M and M in Mexico – Mount Alban and Mitla ‘
It’s a dangerous business, Frodo, going out your door. You step onto the road, and if you don’t keep your feet, there’s no knowing where you might be swept off to.” — J.R.R. Tolkien
Monte Alban is a large pre-Columbian archaeological site in the Santa Cruz Xoxocotlan Municipality in the southern Mexican state of Oaxaca. Besides being one of the earliest cities of Mesoamerica, Monte Albán’s importance stems also from its role as the pre-eminent Zapotec sociopolitical and economic center for close to a thousand years.
Large-scale scientific excavations were done under the direction of Mexican archaeologist Alfonso Caso . Much of what is visible today in areas open to the public was reconstructed at that time. (cool glasses!)
One characteristic of Monte Albán is the large number of carved stone monuments one encounters throughout the plaza. The earliest examples are the so-called “Danzantes” (literally, dancers). They represent naked men in contorted and twisted poses, some of them genitally mutilated. The figures are said to represent sacrificial victims, which explains the morbid characteristics of the figures. The 19th century notion that they depict dancers is now largely discredited, and these monuments, dating to the earliest period of occupation are now seen to clearly represent tortured, sacrificed war prisoners. Dancers, tortured prisoners – it is a common mistake.
A different type of carved stones is found in the center of the Main Plaza. You can see inserted within the building walls are over 40 large carved slabs dating to Monte Albán II and depicting place-names, occasionally accompanied by more writing and often characterized by upside-down heads. Alfonso Caso was the first to identify these stones as “conquest slabs”, likely listing places the Monte Albán leaders claimed to have conquered and/or controlled. How strange this sounds to us in the present day – a Zapotec male talking about his conquests.
The Mesoamerican ballgame or ōllamaliztli was a sport with ritual associations played since 1,400 B.C. by the Pre-Columbian people of Ancient Mexico and Central America. The sport had different versions in different places during the millennia. A modern version of the game, ulama, is still played in a few places by the local indigenous population. It was like racquetball. The ball was made of solid rubber and weighed as much as nine pounds. The ballgame served as a way to defuse or resolve conflicts without warfare – to settle disputes through a ballgame instead of a battle. The game had ritual aspects including human sacrifice but was also played by women and children. Human sacrifice? we havent had that yet at halftime at the Superbowl. ( playing field)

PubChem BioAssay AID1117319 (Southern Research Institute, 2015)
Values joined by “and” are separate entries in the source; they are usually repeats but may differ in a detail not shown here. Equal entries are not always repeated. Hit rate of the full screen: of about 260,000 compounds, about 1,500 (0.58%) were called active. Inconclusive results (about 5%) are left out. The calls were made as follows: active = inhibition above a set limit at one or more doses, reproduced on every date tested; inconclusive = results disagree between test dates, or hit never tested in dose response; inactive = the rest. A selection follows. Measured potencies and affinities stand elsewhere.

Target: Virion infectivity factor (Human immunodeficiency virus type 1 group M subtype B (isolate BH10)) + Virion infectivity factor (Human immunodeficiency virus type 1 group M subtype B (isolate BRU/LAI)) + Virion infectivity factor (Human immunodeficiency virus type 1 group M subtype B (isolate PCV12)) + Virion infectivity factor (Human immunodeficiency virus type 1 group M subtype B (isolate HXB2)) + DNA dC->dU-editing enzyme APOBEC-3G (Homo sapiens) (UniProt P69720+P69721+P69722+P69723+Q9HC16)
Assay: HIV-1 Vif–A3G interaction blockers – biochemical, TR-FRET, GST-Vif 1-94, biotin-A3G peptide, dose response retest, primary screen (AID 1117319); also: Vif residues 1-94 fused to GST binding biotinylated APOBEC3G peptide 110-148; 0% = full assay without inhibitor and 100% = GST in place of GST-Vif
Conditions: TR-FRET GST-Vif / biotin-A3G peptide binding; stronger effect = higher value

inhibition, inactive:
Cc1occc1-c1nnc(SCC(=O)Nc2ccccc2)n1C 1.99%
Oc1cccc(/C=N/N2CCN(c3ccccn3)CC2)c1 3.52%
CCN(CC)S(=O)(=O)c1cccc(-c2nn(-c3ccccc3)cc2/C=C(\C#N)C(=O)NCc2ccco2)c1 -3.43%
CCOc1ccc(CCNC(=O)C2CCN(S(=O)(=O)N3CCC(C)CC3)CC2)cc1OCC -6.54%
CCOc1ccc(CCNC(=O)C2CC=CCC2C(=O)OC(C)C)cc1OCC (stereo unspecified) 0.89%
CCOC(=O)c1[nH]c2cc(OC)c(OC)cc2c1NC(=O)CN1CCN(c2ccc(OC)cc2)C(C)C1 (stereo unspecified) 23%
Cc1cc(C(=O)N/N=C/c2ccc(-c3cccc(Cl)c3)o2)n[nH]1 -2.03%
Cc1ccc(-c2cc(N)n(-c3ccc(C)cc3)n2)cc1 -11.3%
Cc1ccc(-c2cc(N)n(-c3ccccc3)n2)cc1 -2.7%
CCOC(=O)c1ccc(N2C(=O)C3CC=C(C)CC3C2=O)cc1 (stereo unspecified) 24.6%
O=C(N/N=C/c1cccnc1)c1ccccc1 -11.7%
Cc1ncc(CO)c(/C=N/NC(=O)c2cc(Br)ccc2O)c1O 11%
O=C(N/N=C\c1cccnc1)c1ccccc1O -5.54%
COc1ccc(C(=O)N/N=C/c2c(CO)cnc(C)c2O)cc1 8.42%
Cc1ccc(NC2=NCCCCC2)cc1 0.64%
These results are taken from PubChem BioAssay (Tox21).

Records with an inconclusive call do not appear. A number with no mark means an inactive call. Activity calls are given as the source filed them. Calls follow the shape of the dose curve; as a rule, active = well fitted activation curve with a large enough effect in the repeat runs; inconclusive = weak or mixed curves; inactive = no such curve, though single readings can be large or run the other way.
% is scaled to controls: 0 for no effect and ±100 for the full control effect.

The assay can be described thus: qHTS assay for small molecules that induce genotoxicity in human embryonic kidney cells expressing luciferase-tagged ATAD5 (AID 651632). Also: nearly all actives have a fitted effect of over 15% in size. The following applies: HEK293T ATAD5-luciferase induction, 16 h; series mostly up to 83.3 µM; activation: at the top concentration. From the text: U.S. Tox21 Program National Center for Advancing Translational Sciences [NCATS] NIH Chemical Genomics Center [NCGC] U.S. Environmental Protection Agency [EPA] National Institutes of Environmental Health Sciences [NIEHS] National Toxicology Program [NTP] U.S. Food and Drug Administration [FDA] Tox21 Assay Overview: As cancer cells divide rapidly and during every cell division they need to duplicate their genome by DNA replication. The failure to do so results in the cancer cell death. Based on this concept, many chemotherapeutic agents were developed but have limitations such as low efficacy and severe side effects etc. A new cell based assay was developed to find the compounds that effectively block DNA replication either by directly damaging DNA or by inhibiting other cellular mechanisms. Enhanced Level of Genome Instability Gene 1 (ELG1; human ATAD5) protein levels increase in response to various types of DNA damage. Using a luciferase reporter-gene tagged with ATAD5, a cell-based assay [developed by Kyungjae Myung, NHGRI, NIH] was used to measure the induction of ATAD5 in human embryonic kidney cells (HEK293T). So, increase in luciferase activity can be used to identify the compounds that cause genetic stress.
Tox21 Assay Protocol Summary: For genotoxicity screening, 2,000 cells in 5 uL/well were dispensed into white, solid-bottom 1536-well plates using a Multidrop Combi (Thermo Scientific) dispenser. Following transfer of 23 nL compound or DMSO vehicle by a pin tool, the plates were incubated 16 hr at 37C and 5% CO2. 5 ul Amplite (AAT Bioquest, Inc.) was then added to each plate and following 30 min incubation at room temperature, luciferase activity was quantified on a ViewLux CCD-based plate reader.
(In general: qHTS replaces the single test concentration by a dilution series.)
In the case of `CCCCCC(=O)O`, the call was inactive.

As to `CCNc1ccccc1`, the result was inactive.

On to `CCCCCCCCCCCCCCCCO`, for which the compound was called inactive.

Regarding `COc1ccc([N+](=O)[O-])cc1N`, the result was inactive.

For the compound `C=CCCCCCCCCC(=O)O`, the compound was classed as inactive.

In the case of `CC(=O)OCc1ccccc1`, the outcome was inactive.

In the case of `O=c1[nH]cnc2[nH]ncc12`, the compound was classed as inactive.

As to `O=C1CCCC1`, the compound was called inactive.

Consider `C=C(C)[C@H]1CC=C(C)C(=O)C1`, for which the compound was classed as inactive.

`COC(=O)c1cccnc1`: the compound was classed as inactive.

Mitla is one of the areas which represents Mesoamerican attitudes towards death, as the most consequential part of life after birth. It was built as a gateway between the world of the living and the world of the dead. The lower world was not a bad place – it was where the dead went. The word Mitla comes from the Náhuatl word Mictlan, meaning place of the dead or underworld. In the Zapotec language this place is called Lyobaa, meaning place of rest or burial-place.
The ancient people of Mitla wanted to keep their dead buried near them. They believed the dead went into a different sphere.They took out the bones and dressed them up to share in special occasions. Archaeologists figured this out by the many bones that were in the wrong places when they put them back. You see a lot of this in Beverly Hills and Hollywood as well.
Mitla was inhabited since 100CE by both Mixtecs and Zapotecs. It was still functioning as a religious site when the Spaniards arrived in 1520.The high priest, called the Uija-tào resided at Mitla, and the Spanish likened him to the pope. Nobles buried at Mitla were destined to become “cloud people” who would intercede for the population below.[
The main distinguishing feature of Mitla is the intricate mosaic fretwork and geometric designs that profusely adorn the walls of both the Church and Columns groups None of the fretwork designs are repeated exactly anywhere in the complex. The fretwork here is unique in all of Mesoamerica.
The two main concerns for the Mitla site are the eroding effects of wind, rain etc. and graffiti. The latter, which is mostly painted or etched, has been a serious problem at least since the early 20th century. To protect the ruins, especially the grecas, shelters have been constructed over a number of the rooms of the Palace or Columns Group. These shelters are palm thatched roofs supported by wooden beams and columns, and are intended to mimic roofs that were common in the Mesoamerican period.
The Spaniards though that the name meant hell. As it was an important site of religious significance, many of the buildings were destroyed by the Spanish. The remains were used as building materials for the churches that sit on top of the ruins.
for more Oaxaca info go to http://havefunflysafe.wordpress.com/2013/04/01/foods-i-have-learned-in-oaxaca-mexico/
Viajen Con Cuidado,